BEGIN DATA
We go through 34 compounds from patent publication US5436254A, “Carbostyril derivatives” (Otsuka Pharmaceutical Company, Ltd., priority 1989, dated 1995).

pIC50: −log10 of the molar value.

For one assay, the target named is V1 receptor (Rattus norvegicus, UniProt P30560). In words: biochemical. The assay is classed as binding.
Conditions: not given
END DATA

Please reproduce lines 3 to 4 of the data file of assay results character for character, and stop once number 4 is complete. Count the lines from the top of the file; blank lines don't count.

For one assay, the target named is V1 receptor (Rattus norvegicus, UniProt P30560). In words: biochemical. The assay is classed as binding.
Conditions: not given